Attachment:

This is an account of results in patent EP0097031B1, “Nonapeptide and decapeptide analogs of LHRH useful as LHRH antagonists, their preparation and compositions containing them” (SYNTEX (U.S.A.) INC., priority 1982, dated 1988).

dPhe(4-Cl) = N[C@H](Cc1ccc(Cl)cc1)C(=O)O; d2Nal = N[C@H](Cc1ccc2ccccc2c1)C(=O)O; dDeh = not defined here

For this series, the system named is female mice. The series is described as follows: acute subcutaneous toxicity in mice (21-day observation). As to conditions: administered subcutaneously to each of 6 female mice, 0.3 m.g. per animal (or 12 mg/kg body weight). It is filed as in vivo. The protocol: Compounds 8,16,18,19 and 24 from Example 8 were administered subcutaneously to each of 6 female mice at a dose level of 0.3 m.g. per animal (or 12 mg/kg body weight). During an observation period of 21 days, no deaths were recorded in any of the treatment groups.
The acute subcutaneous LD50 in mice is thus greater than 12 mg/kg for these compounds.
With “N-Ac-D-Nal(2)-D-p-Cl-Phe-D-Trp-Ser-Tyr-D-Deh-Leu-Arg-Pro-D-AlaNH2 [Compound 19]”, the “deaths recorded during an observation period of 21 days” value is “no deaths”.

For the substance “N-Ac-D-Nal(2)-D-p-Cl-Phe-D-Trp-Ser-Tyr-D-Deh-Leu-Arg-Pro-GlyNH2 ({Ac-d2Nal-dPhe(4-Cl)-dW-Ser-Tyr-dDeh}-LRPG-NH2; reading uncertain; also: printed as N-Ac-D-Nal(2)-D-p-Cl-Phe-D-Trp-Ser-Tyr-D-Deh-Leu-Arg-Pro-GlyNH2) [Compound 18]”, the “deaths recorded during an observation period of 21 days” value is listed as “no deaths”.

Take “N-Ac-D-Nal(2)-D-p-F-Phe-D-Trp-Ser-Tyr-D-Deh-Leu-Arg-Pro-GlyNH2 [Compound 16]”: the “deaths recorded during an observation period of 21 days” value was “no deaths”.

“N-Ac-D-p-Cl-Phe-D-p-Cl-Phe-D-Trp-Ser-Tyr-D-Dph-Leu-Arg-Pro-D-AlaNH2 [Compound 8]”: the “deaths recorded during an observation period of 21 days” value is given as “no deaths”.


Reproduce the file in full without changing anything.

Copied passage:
This is an account of results in patent EP0097031B1, “Nonapeptide and decapeptide analogs of LHRH useful as LHRH antagonists, their preparation and compositions containing them” (SYNTEX (U.S.A.) INC., priority 1982, dated 1988).

dPhe(4-Cl) = N[C@H](Cc1ccc(Cl)cc1)C(=O)O; d2Nal = N[C@H](Cc1ccc2ccccc2c1)C(=O)O; dDeh = not defined here

For this series, the system named is female mice. The series is described as follows: acute subcutaneous toxicity in mice (21-day observation). As to conditions: administered subcutaneously to each of 6 female mice, 0.3 m.g. per animal (or 12 mg/kg body weight). It is filed as in vivo. The protocol: Compounds 8,16,18,19 and 24 from Example 8 were administered subcutaneously to each of 6 female mice at a dose level of 0.3 m.g. per animal (or 12 mg/kg body weight). During an observation period of 21 days, no deaths were recorded in any of the treatment groups.
The acute subcutaneous LD50 in mice is thus greater than 12 mg/kg for these compounds.
With “N-Ac-D-Nal(2)-D-p-Cl-Phe-D-Trp-Ser-Tyr-D-Deh-Leu-Arg-Pro-D-AlaNH2 [Compound 19]”, the “deaths recorded during an observation period of 21 days” value is “no deaths”.

For the substance “N-Ac-D-Nal(2)-D-p-Cl-Phe-D-Trp-Ser-Tyr-D-Deh-Leu-Arg-Pro-GlyNH2 ({Ac-d2Nal-dPhe(4-Cl)-dW-Ser-Tyr-dDeh}-LRPG-NH2; reading uncertain; also: printed as N-Ac-D-Nal(2)-D-p-Cl-Phe-D-Trp-Ser-Tyr-D-Deh-Leu-Arg-Pro-GlyNH2) [Compound 18]”, the “deaths recorded during an observation period of 21 days” value is listed as “no deaths”.

Take “N-Ac-D-Nal(2)-D-p-F-Phe-D-Trp-Ser-Tyr-D-Deh-Leu-Arg-Pro-GlyNH2 [Compound 16]”: the “deaths recorded during an observation period of 21 days” value was “no deaths”.

“N-Ac-D-p-Cl-Phe-D-p-Cl-Phe-D-Trp-Ser-Tyr-D-Dph-Leu-Arg-Pro-D-AlaNH2 [Compound 8]”: the “deaths recorded during an observation period of 21 days” value is given as “no deaths”.